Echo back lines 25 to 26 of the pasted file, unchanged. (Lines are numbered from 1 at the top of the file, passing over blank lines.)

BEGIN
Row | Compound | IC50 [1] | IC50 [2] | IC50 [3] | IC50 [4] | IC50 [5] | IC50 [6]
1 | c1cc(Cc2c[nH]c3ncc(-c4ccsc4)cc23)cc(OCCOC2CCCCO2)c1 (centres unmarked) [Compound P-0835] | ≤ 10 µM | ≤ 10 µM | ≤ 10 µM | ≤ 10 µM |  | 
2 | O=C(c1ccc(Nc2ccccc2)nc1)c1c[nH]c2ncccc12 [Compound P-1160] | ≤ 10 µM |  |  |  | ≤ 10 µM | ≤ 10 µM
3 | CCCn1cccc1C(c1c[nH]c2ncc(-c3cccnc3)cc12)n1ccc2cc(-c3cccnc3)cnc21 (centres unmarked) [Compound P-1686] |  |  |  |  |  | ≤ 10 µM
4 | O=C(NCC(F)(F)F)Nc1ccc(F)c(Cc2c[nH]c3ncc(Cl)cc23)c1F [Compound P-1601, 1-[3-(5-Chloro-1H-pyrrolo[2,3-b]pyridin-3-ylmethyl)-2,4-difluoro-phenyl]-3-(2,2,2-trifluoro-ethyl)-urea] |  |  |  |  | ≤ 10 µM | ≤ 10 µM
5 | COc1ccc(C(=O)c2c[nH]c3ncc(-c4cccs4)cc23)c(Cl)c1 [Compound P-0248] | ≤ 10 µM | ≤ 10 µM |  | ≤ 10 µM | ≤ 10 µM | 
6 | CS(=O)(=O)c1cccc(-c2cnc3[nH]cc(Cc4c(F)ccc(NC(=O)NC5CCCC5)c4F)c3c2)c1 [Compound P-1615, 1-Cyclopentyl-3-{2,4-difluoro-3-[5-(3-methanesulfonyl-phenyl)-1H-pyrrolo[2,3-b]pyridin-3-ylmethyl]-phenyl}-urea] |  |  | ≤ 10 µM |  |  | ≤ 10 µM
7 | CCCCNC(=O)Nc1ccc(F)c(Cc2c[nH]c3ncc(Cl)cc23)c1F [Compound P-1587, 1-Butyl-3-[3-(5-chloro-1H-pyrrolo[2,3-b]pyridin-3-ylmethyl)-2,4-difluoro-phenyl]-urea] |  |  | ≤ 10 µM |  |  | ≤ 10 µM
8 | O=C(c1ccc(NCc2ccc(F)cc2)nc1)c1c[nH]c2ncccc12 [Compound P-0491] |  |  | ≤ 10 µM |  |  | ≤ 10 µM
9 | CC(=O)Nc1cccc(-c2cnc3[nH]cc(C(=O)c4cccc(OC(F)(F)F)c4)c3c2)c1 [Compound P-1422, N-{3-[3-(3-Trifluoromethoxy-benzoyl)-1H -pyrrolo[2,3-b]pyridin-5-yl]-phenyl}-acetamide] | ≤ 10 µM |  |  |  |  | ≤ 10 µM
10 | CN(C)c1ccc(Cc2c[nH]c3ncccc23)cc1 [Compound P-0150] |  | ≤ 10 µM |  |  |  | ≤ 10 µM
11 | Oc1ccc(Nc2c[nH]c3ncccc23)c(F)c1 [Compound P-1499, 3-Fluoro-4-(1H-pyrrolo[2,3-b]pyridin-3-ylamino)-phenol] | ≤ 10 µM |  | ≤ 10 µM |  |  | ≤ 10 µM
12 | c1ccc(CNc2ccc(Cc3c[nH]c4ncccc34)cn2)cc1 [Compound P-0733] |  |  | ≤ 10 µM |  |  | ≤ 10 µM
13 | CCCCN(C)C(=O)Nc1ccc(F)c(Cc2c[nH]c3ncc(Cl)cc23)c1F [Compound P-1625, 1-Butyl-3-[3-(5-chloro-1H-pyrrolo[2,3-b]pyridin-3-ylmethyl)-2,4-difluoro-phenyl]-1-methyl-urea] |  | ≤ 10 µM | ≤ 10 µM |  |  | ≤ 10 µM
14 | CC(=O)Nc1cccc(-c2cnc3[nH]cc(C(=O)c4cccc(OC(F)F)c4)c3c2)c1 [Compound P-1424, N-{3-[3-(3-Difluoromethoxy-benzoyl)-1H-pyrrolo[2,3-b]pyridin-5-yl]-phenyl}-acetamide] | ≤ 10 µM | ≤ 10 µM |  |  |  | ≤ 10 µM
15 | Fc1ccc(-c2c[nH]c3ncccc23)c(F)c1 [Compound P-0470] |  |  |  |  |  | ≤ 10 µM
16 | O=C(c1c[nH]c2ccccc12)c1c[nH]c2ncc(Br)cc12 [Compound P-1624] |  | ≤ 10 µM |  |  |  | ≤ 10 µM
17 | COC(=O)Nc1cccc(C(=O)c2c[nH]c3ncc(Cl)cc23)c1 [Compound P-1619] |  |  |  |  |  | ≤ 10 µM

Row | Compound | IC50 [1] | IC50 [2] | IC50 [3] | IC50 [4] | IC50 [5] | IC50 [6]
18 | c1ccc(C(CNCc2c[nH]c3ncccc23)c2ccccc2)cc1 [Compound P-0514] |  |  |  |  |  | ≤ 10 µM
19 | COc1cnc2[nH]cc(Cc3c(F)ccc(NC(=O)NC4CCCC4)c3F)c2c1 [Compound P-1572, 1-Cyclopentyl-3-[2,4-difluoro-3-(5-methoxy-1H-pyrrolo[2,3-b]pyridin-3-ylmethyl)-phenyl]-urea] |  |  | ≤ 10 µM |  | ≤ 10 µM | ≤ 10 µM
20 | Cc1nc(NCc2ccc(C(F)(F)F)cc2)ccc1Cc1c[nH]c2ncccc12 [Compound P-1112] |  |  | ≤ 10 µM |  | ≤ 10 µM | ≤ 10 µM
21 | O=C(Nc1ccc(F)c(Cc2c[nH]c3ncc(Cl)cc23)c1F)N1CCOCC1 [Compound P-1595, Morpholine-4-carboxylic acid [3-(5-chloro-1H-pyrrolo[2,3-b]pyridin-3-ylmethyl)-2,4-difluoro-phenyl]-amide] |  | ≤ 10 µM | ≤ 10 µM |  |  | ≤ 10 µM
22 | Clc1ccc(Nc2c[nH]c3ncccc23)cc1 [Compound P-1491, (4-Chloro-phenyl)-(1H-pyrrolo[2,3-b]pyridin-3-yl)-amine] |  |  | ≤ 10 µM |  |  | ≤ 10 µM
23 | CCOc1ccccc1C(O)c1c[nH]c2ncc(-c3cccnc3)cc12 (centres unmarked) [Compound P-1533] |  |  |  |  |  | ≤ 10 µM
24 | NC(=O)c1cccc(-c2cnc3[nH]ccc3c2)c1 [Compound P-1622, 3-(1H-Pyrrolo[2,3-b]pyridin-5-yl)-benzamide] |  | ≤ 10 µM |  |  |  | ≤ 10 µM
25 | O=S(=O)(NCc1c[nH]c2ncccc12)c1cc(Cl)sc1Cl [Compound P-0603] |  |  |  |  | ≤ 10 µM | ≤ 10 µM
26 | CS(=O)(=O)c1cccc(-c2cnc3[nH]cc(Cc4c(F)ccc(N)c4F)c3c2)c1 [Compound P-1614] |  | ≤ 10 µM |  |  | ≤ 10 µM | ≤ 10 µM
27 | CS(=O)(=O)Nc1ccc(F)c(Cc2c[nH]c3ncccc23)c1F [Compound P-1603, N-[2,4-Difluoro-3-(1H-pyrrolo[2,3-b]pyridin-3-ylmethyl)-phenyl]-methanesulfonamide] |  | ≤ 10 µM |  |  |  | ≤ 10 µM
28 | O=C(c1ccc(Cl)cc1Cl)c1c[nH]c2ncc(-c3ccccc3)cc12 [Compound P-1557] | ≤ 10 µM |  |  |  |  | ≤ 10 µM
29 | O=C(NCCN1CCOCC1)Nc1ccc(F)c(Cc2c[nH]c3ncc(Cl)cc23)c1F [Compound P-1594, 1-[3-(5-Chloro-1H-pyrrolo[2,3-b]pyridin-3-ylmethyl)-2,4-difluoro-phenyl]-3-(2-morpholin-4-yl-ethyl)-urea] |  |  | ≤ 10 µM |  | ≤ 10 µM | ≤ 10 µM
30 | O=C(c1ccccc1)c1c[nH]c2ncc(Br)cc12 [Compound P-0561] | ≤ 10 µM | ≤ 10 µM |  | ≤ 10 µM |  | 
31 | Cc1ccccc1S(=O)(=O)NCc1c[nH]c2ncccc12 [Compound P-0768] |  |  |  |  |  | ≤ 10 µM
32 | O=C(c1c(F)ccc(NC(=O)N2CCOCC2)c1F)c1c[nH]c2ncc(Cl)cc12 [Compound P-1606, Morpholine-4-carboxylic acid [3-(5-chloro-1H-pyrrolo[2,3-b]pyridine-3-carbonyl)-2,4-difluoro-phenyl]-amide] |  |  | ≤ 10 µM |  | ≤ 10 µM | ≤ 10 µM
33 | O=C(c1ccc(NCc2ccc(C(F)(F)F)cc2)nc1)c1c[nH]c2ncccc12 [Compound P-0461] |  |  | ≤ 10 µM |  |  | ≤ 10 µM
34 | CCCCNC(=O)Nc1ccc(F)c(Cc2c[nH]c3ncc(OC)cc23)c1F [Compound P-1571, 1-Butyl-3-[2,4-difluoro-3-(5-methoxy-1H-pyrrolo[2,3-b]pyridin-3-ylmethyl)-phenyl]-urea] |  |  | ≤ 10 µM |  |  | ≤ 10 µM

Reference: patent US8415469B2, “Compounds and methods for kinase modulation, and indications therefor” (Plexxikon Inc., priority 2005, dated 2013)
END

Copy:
23 | CCOc1ccccc1C(O)c1c[nH]c2ncc(-c3cccnc3)cc12 (centres unmarked) [Compound P-1533] |  |  |  |  |  | ≤ 10 µM
24 | NC(=O)c1cccc(-c2cnc3[nH]ccc3c2)c1 [Compound P-1622, 3-(1H-Pyrrolo[2,3-b]pyridin-5-yl)-benzamide] |  | ≤ 10 µM |  |  |  | ≤ 10 µM